“In the course of our three-and-a-half-year project period, we hope to have learned enough to know whether this method is viable,” he explains. “We would then able to estimate the quantities of nanoparticles needed and have some idea about when this is a financially feasible option.”

Here’s an image of trapped oil, gas, and water,

Functionalised particles to speed up oil flow While the SINTEF project focuses on plugging holes, the NTNU-led project is looking to speed up the flow of oil. Much of a reservoir’s oil remains trapped in small rock pores. NTNU researchers will be customising nanoparticles that can help to dislodge this oil and dramatically increase the amount of oil that can be recovered.  One method will utilise “Janus particles”, which feature a special surface of two different hemispheres: one is hydrophilic (attracted to water), the other hydrophobic (attracted to oil). Down in the reservoir, where both oil and water are found, the nanoparticles will spin like wheels and push the oil forward. “This is an early-stage project,” says project manager Jianying He, an associate professor at the NTNU Nanomechanical Lab. “But the idea is very exciting and has major potential for raising the recovery rate of Norwegian oil.” The petroleum companies Det norske and Wintershall are signed on as partners, and project researchers will be communicating with Statoil as well. The University of Houston is the research partner. The second method involves changing the surface charge of nanoparticles to make them capable of slipping between a reservoir’s oil and rock. If development proceeds as planned, Professor He estimates that the nanoparticles will be on the market in roughly seven years. She sees two challenges to using nanoparticles for enhanced recovery: HSE and production capacity. HSE should not be problematic in this case, as studies show that silica-based particles are not hazardous to the environment. Production capacity, however, may prove to be an obstacle to large-scale utilisation of nanoparticles. Petroleum companies would need millions of tonnes of nanoparticles daily. Currently there is no facility that can produce such quantities.  [downloaded from http://www.forskningsradet.no/en/Newsarticle/Nanotechnology_to_recover_stubborn_oil/1253992231414/p117731575391]

Microscope image of reservoir rock. The rock pores (shown in blue) may contain trapped oil, gas and water. Nanoparticles can be used to recover more of the residual oil. (Photo: Ingrid Anne Munz) [downloaded from http://www.forskningsradet.no/en/Newsarticle/Nanotechnology_to_recover_stubborn_oil/1253992231414/p117731575391]

The news release then describes the other project and its proponents,

Functionalised particles to speed up oil flow

While the SINTEF project focuses on plugging holes, the NTNU [Norges teknisk-naturvitenskapelige universitet; Norwegian University of Science and Technology]-led project is looking to speed up the flow of oil. Much of a reservoir’s oil remains trapped in small rock pores. NTNU researchers will be customising nanoparticles that can help to dislodge this oil and dramatically increase the amount of oil that can be recovered.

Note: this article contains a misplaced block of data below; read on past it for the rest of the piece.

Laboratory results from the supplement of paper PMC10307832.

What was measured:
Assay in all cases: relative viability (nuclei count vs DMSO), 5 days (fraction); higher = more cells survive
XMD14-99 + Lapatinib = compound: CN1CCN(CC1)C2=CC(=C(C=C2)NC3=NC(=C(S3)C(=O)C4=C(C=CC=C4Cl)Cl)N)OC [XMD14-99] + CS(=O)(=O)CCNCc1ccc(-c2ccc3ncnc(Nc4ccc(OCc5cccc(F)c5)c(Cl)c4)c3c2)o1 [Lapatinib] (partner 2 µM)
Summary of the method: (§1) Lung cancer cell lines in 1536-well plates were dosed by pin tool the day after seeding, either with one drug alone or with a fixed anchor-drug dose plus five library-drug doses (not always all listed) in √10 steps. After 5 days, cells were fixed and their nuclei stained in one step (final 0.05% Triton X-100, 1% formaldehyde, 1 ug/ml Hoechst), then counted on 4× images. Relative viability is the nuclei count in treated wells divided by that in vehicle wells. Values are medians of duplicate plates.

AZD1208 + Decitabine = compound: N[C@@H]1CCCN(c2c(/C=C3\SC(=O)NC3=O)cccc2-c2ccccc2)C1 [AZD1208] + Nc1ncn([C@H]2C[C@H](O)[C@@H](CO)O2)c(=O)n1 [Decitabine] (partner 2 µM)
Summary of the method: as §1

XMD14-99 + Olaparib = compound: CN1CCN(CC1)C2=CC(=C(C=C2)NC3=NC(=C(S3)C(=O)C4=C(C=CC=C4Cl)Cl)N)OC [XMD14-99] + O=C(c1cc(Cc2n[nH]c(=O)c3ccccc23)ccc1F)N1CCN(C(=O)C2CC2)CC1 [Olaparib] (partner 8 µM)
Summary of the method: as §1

One method will utilise “Janus particles”, which feature a special surface of two different hemispheres: one is hydrophilic (attracted to water), the other hydrophobic (attracted to oil). Down in the reservoir, where both oil and water are found, the nanoparticles will spin like wheels and push the oil forward.

“This is an early-stage project,” says project manager Jianying He, an associate professor at the NTNU Nanomechanical Lab. “But the idea is very exciting and has major potential for raising the recovery rate of Norwegian oil.”

The petroleum companies Det norske and Wintershall are signed on as partners, and project researchers will be communicating with Statoil as well. The University of Houston is the research partner.

The second method involves changing the surface charge of nanoparticles to make them capable of slipping between a reservoir’s oil and rock.

If development proceeds as planned, Professor He estimates that the nanoparticles will be on the market in roughly seven years. She sees two challenges to using nanoparticles for enhanced recovery: HSE  [health, safety, and environment?] and production capacity. HSE should not be problematic in this case, as studies show that silica-based particles are not hazardous to the environment.

Production capacity, however, may prove to be an obstacle to large-scale utilisation of nanoparticles. Petroleum companies would need millions of tonnes of nanoparticles daily. Currently there is no facility that can produce such quantities.

I had no idea Norway was so dependent on the petroleum industry. As for the nanoparticles referred to throughout the descriptions for both projects, I’d love to know more about them.

“Sensational” 15% can become up to 50% oil recovery rate from dead oil wells with nanoparticle-enhanced water

Texas, the Middle East, and/or Alberta leap to mind before Norway and China when one thinks of research into oil extraction, which makes this June 14, 2013 news item on Nanwerk about a Norway-China collaboration particularly intriguing,

When petroleum companies abandon an oil well, more than half the reservoir’s oil is usually left behind as too difficult to recover. Now, however, much of the residual oil can be recovered with the help of nanoparticles and a simple law of physics.

Oil to be recovered is confined in tiny pores within rock, often sandstone. Often the natural pressure in a reservoir is so high that the oil flows upwards when drilling reaches the rocks containing the oil.